During our interview with Tom, who is also the president of Triterras, a Blockchain-enabled fintech for trade finance, we also discussed Libra’s effect on the prices of Bitcoin and Altcoins. Tom believes that the project has led to an increase in the demand for cryptocurrencies, both in a direct manner and indirectly, with it making headlines and being referred to around the world.

The Members of the Libra Association

Contrary to popular belief, Project Libra is not owned by Facebook, but by the Libra Association of which the social media giant is a co-founder. Based in Switzerland, the goal of the Association is to “empower billions of people” who do not currently have access to a bank account. Libra aims to facilitate digital payments, making them easier and cheaper.

Project Libra is a registered non-profit organization that included, upon its launch, the following founding members:

  • Calibra (Facebook)
  • MasterCard
  • Visa
  • Uber
  • PayPal
  • eBay
  • Vodafone
  • Mercy Corps

In October 2019, several high profile companies pulled out of the project, putting its entire future in doubt. MasterCard, Vodafone, and PayPal are just a few companies whose interest or confidence faded. Apart from feeling the mounting regulatory pressure, these members did not feel that Libra’s goals lined up with theirs. In an interview with ZDNet, Mastercard’s CEO, Ajay Banga remarked, “When you don’t understand how money gets made, it gets made in ways you don’t like.”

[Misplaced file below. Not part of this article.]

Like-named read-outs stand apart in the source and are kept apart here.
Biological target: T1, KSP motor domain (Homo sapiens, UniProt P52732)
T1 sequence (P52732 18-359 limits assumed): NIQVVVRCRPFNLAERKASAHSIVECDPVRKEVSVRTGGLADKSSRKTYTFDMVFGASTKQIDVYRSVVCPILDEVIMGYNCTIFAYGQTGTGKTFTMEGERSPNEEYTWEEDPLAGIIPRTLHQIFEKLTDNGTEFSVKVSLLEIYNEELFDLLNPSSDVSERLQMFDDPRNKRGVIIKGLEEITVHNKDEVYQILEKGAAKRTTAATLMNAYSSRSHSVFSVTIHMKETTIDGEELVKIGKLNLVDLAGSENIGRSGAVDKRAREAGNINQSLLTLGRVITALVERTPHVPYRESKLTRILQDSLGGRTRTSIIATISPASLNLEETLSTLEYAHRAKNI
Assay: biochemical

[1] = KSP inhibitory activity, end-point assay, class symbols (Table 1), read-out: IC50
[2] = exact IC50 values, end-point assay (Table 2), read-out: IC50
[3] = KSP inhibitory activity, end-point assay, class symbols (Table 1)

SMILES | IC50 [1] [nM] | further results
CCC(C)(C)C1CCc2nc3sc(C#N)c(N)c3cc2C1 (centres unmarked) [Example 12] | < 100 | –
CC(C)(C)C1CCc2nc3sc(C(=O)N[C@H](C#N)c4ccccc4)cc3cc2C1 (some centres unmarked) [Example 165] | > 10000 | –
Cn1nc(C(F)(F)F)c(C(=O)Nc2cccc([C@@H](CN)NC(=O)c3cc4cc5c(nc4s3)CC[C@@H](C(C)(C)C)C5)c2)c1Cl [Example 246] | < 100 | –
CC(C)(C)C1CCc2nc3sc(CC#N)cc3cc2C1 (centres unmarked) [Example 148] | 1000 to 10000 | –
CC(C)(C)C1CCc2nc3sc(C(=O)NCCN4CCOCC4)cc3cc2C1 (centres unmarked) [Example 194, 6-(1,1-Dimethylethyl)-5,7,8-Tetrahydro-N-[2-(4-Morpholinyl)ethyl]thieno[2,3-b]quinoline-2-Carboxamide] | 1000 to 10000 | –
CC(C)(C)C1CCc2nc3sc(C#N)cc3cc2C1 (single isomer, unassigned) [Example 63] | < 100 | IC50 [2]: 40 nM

According to Tom Trowbridge, the Association’s current members are mainly in it for the money. They include venture capital firms and charities, which have little interest in Libra’s goal of providing financial services to the unbanked.

He believes that many of the members who dropped out felt that they were risking too much by ignoring the growing pressure from various governments. “I think what you’ll see is other companies join that are less susceptible to government regulation.”

The Association has been busy attracting new members and continues to include significant organisations, including Spotify, Coinbase, and Lyft. Every member is given an equal vote, so Facebook’s say in the project is fairly limited.

Nevertheless, the social media giant’s ability to instantly communicate with billions of users across the world will certainly allow the company a higher degree of control over other members. In fact, through its subsidiary, Calibra, Facebook is launching a cryptocurrency wallet by the same name. According to Facebook, this was done so as to keep social and financial information separate.

How to Buy Facebook’s Libra

Details on when and how to buy Libra cryptocurrency remain sparse, and it is becoming increasingly evident that the project’s estimated launch date will be postponed. According to a post by Facebook’s founder, Mark Zuckerberg, the currency will first be available on the company’s WhatsApp and Messenger applications. Therefore, if you don’t already have an account with either messaging system, you should certainly start by downloading one or both.

What Will Happen When Libra is Launched?